Ahimsa on the Road: Tips for Eating More than Peanuts…

Ahimsa on the Road: Tips for Eating More than Peanuts

The first rule in yoga: Ahimsa. Do no harm. To any sentient being, or the universe.

America’s Heartland Isn’t All Heart

As a veteran vegetarian road warrior, I crisscrossed the country. Among my stops were America’s heartland. Iowa. Kansas. North Carolina. Often, eating just nuts or popcorn, or nothing at all.

Iowa is the capital for the pork industry. The Iowa Pork Producers Association boasts, “At any one time, there are approximately 20 million pigs being raised in Iowa.” These are not your Green Acres Arnold Ziffel hogs that lounge in the living room. Rather, they are part of the killing industry that is propelled by Americans’ lack of mindfulness when it comes to eating.

Kansas has about 300 dairy “farms.” While traditionally yogis have consumed dairy, many (like me) are now vegan as a result of our increasingly inhumane industry. One of my first yoga masters was from Austria. She spoke about the happy cows that nourished her with milk and cheese in her childhood. You can bet the cows in Kansas are not happily roaming the countryside, periodically milked by a loving farmer’s hands.

Meanwhile, North Carolina is doomsday for chickens. About 6.5 billion pounds of these birds were packaged here last year. While Indian “pure veg” diets do not consume eggs, in the U.S., most vegetarians do. So, it’s important to understand that the egg-producing industry is no better than the broiler business. The North Carolina Egg Association acknowledges, “We have approximately 9 million birds which lay about 7 ½ million eggs a day.” Again, nothing like the eggs that your neighbor has in the backyard. Many claim the treatment of chickens in the U.S. is the dirtiest and cruelest of the industries.

The Plant-based Rare Bird Carries Its Own Twig

When I first went plant-based, in the 1970s, probably the most common term to describe us was rare bird. There was no acceptance of people with special diets. Even the airlines, back when they served food, would sometimes give me celery and carrot sticks.

As a result, the warrior within has learned to shut out a bit of that culture clash and just focus inward. That means providing for myself. When it comes to my extended trips out of the country, I pack quinoa, flax, protein powders, even dehydrated vegetables. Stateside, for shorter jaunts, if I don’t already know where Whole Foods is, Siri can steer me. Even if I’m going to be away from home for just a day or two, I pack power or protein foods.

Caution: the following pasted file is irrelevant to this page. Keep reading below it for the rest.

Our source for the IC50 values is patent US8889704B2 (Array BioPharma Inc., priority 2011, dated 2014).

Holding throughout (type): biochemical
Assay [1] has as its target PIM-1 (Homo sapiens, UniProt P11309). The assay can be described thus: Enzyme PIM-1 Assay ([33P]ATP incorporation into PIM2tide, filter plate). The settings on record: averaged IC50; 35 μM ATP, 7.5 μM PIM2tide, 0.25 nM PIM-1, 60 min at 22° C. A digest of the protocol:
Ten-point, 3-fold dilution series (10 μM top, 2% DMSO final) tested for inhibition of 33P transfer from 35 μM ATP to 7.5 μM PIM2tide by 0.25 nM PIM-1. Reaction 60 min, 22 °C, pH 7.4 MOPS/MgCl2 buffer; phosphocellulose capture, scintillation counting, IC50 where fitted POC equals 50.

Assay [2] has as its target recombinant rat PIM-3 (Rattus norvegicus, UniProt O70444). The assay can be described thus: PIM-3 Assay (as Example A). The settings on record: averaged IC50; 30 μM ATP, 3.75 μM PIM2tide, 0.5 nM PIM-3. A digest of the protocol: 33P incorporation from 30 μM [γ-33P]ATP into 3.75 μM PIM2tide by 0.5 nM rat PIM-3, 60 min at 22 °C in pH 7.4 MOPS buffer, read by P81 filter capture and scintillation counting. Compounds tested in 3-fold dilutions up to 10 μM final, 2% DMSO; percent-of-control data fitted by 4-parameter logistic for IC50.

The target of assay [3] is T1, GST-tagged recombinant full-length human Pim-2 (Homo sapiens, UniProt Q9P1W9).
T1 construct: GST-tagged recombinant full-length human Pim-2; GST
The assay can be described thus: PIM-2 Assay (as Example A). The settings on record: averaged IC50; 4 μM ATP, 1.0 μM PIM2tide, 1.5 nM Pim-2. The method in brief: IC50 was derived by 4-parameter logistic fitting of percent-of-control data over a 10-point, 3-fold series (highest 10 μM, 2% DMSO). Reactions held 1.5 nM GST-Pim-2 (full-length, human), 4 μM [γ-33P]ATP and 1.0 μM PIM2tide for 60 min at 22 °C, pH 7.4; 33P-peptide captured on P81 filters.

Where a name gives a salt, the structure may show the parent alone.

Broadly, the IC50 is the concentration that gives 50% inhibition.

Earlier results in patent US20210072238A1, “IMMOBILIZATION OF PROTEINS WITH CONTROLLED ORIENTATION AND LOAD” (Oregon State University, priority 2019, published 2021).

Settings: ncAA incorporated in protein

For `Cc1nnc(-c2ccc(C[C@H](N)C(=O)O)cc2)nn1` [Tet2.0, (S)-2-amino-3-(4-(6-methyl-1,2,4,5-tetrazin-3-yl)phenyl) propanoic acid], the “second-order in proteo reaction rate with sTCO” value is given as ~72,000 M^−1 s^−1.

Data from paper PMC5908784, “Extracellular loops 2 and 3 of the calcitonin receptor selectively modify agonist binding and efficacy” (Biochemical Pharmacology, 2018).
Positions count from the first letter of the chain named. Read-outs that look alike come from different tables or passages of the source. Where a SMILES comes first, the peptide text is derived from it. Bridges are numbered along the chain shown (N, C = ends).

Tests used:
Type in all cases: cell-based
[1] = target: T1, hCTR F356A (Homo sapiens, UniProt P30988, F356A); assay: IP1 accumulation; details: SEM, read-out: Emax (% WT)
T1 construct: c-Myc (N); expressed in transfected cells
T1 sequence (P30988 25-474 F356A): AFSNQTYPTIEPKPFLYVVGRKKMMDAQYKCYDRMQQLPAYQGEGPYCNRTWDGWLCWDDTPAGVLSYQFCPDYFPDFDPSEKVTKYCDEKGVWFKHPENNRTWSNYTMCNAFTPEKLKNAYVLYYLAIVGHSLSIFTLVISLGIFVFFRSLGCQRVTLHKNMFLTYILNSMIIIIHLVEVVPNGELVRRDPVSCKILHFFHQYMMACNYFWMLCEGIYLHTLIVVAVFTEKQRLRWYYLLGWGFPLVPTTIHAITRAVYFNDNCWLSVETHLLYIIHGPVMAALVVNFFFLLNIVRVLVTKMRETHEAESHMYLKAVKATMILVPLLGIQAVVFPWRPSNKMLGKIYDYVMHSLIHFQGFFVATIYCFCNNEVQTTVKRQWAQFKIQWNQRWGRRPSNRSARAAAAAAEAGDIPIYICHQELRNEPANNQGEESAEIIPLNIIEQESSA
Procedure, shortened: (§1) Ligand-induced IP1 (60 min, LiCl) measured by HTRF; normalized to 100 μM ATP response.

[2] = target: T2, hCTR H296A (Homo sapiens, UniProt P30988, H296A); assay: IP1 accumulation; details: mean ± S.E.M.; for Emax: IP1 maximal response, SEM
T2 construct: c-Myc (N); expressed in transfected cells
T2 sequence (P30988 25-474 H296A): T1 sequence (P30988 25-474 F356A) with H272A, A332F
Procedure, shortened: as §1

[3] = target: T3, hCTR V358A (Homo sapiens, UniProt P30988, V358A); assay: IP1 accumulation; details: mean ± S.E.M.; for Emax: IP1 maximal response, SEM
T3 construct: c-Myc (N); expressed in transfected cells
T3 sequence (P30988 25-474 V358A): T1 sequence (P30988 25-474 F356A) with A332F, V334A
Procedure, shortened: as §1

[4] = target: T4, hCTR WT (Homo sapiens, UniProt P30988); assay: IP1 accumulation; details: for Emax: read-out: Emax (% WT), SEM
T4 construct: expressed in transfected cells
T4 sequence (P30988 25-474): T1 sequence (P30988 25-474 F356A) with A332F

To make it a bit tougher for me than my fellow vegetarian yogis, I refrain from all animal products (vegan), gluten, and high glycemic foods. And, I have to balance my doshas following other dietary rules, including the timing of my meals.

So, bringing my own meals just makes things easier. You can be scouring the terminals forever looking for something that fits your restrictions and equally importantly looks appetizing. From one city to another and even from one boarding area to the next, names may change but there’s still the same mixed salads sprinkled with ham, eggs and other non-desirable toppings.

For my fellow rare birds that take their trail mixes on planes, here are a few of my finds in the vegan desert of airports.



Deep in the Heart of Texas

Every now and then you come across a few decent karma-free offerings at an airport. La Frutería is at San Antonio and Houston’s IAH. The Frutería has an ample selection of smoothies and green juices. For salads and other dishes, the menu has the vegetarian leaf icon to help you choose. For those honoring ahimsa by being vegan, ask to hold the cheese, cream or eggs.

The city of Austin is yogi heaven for food. But, not at the airport. Seek and you shall find — bottled juices from Juiceland in the refrigerator case at Austin Java. Juiceland is like the Starbucks for a vegan yogi.  However, at the airport, you only get your pick of a few of the best-selling fresh juices, kale chips, granola and gluten-free crackers. But, still a great find.

Beyond the Bagels

The Detroit airport may have the best selection for vegan (and gluten-free) bellies and taste buds.

Zingerman’s is like the holy grail to folks in Ann Arbor. This Michigan-based “community of businesses” has a dozen or so top-knotch culinary enterprises. Founded as a traditional Jewish deli 35 years ago, Zingerman’s is way past corned beef on rye. The Z way is to serve authentic global flavors, using local, slow and natural foods.

Under the names Plum Garden and Zingerman’s Coffee Company, air travelers can mix and match items from the coffee shop, deli or store where you can pick up Zingerman-made chocolate banana bread loaves, or cinnamon almonds. Refrigerated quick-serve dishes include a Mediterranean bento bowl, dolmas, hummus with veggies, yogurt parfaits, wraps, and more.

The deli counter serves hot scrambled eggs, roasted potatoes, organic steel cut oatmeal and a French toast casserole. Vegan, g-f, lower carb alternatives abound. Brussels sprout shavings with colorful extras like cranberries and slivered almonds. Kale salad. A Texas caviar with beans, corns, peas and quinoa. An Asian stir-fry salad chock full of tofu and broccoli.

The Traveler’s Sankalpa 

Whenever, wherever you travel, be mindful of what you eat. Make an intent to do no harm to yourself, animals, or our environment.

About the author: Deborah Charnes, C-IAYT, E-RYT 200, CYT-500, is a bilingual yoga instructor and therapist that tries to follow the rules of ahimsa in every way. When not teaching in Texas, she can often be found leading workshops and sessions in Mexico and Central America.

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Deborah Charnes

Having completed her 700-hour Yoga Therapy, in accordance with the International Association of Yoga Therapists, Deborah offers signature therapeutic workshops…

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